Chinese admiral visits Iran, wants closer defense cooperation

Reuters

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Deputy Chief of General Staff of the Chinese People's Liberation, Sun Jianguo, greets delegates as he arrives for the opening of the International Institute for Strategic Studies (IISS) Shangri-La Dialogue in Singapore May 29, 2015. Photo: Reuters/Edgar Su Deputy Chief of General Staff of the Chinese People's Liberation, Sun Jianguo, greets delegates as he arrives for the opening of the International Institute for Strategic Studies (IISS) Shangri-La Dialogue in Singapore May 29, 2015. Photo: Reuters/Edgar Su
China wants to deepen military ties with Iran, a senior Chinese admiral was quoted as saying on Thursday after a meeting with Iran's defense minister in Tehran.
Admiral Sun Jianguo, deputy chief of staff of the People's Liberation Army, told Iranian Defense Minister Hossein Dehghan that China paid great attention to developing relations with Iran, China's Defense Ministry said.
"The aim of this delegation's visit is to further promote friendship, deepen cooperation and exchange views with Iran on bilateral military ties and issues of mutual concern," Sun said, according to the statement.
The trip will also "promote the preservation of international and regional peace and stability", he added.
China and Iran have close diplomatic, economic, trade and energy ties, and China has been active in pushing both the United States and Iran to reach agreement on Iran's controversial nuclear program.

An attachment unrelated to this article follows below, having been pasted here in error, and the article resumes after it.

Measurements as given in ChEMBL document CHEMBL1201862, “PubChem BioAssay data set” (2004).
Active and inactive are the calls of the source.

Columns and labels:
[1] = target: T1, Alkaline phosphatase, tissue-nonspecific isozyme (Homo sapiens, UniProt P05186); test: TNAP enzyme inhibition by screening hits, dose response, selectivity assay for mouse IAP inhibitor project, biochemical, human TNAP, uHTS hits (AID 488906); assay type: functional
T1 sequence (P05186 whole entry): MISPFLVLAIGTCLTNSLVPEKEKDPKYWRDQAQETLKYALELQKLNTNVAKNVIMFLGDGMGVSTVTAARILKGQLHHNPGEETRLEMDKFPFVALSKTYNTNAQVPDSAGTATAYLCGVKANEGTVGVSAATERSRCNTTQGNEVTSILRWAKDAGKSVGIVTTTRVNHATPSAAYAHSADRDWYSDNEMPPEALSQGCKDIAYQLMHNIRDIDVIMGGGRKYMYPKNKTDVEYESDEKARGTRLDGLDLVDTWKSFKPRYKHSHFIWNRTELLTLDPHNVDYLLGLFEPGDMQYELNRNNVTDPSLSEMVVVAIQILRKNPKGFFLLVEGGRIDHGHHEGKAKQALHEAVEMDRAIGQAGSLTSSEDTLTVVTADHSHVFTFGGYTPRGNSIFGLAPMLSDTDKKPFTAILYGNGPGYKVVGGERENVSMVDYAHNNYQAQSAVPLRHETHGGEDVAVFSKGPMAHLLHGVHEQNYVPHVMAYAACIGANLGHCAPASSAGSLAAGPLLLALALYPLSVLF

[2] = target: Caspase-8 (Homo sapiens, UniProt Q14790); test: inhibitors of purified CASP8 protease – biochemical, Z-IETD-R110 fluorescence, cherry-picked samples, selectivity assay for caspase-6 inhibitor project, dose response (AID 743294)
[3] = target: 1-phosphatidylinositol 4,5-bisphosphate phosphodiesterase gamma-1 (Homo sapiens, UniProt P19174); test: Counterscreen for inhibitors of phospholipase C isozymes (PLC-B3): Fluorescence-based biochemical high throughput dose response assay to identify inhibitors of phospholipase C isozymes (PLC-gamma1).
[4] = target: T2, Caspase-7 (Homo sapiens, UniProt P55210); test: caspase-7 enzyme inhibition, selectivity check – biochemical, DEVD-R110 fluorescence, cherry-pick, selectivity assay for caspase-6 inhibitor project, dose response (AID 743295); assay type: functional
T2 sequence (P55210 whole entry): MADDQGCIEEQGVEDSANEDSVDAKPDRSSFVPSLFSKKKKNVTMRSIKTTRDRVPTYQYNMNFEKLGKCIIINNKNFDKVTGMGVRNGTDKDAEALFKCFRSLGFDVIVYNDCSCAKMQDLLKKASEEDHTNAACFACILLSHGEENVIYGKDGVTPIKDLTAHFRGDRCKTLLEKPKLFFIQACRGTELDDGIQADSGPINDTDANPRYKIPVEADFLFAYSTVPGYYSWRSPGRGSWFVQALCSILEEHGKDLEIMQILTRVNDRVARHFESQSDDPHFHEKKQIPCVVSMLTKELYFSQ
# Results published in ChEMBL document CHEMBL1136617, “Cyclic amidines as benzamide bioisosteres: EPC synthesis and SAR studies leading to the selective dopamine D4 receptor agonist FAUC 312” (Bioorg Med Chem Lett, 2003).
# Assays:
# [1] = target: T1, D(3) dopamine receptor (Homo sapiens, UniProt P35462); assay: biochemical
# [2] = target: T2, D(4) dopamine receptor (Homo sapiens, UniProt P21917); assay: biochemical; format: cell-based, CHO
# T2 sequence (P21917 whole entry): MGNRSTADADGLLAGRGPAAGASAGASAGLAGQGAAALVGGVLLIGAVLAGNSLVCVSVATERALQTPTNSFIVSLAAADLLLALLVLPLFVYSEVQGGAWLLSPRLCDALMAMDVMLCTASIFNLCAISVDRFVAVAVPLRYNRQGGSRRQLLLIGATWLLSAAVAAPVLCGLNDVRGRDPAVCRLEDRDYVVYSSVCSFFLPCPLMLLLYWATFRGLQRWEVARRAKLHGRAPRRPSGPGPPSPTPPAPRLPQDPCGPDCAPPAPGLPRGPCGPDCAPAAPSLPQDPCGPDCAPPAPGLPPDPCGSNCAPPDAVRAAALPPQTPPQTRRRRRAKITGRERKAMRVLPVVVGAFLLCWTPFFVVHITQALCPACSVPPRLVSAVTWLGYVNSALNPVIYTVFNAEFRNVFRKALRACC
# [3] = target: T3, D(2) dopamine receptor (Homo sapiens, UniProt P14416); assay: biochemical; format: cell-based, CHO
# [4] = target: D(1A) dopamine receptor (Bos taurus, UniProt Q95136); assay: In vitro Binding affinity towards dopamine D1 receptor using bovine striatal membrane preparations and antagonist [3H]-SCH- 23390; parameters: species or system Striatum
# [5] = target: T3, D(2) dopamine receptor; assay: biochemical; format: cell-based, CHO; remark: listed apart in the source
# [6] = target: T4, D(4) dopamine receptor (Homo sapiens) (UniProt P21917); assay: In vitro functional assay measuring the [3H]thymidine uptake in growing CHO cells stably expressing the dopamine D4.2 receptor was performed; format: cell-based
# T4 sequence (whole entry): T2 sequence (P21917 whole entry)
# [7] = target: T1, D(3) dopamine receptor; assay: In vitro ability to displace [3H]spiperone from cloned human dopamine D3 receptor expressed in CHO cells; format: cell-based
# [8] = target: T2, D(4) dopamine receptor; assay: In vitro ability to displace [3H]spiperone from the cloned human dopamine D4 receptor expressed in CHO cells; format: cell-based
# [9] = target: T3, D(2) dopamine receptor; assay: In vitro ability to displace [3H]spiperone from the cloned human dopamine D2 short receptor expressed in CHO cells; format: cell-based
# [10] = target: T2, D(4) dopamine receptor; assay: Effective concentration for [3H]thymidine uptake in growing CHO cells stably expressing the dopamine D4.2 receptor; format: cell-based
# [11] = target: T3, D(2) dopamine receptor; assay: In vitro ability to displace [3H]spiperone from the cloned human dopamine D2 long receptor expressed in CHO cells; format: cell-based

Under a multilateral deal, agreed in July, sanctions imposed by the United States, European Union and United Nations will be lifted in return for Iran agreeing to long-term curbs on a nuclear program that the West has suspected was aimed at creating a nuclear bomb.
Sun said that China, the biggest buyer of Iranian oil, was pleased that an agreement had been reached.
Last year, for the first time ever, two Chinese warships docked at Iran's Bandar Abbas port to take part in a joint naval exercises in the Gulf and an Iranian admiral was given tours of a Chinese submarine and warships.
Iran and Russia have both provided support for President Bashar al-Assad in Syria's civil war. China, however, remains a low key diplomatic player in the Middle East despite its dependence on the region's oil. Beijing has repeatedly warned that military action cannot end the crisis in Syria and has called multiple times for talks and a political solution.
 

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